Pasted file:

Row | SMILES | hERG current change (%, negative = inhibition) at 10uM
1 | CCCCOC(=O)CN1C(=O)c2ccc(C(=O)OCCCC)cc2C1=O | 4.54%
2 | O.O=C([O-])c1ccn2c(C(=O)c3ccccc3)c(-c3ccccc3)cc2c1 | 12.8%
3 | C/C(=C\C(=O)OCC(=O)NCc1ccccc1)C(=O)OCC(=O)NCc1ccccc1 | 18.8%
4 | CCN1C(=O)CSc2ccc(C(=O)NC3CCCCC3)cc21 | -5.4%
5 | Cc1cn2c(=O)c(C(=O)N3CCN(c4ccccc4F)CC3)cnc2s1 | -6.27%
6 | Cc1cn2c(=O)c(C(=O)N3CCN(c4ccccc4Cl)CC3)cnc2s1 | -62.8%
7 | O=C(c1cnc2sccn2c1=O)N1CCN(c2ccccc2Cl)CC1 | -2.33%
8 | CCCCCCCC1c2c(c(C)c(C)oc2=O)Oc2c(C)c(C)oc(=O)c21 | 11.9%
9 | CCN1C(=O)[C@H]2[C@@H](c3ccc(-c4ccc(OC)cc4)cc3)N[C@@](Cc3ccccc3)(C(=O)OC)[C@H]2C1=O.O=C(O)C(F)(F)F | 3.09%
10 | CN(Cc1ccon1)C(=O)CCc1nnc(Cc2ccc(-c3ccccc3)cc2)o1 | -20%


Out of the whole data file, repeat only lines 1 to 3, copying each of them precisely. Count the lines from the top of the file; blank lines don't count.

Row | SMILES | hERG current change (%, negative = inhibition) at 10uM
1 | CCCCOC(=O)CN1C(=O)c2ccc(C(=O)OCCCC)cc2C1=O | 4.54%
2 | O.O=C([O-])c1ccn2c(C(=O)c3ccccc3)c(-c3ccccc3)cc2c1 | 12.8%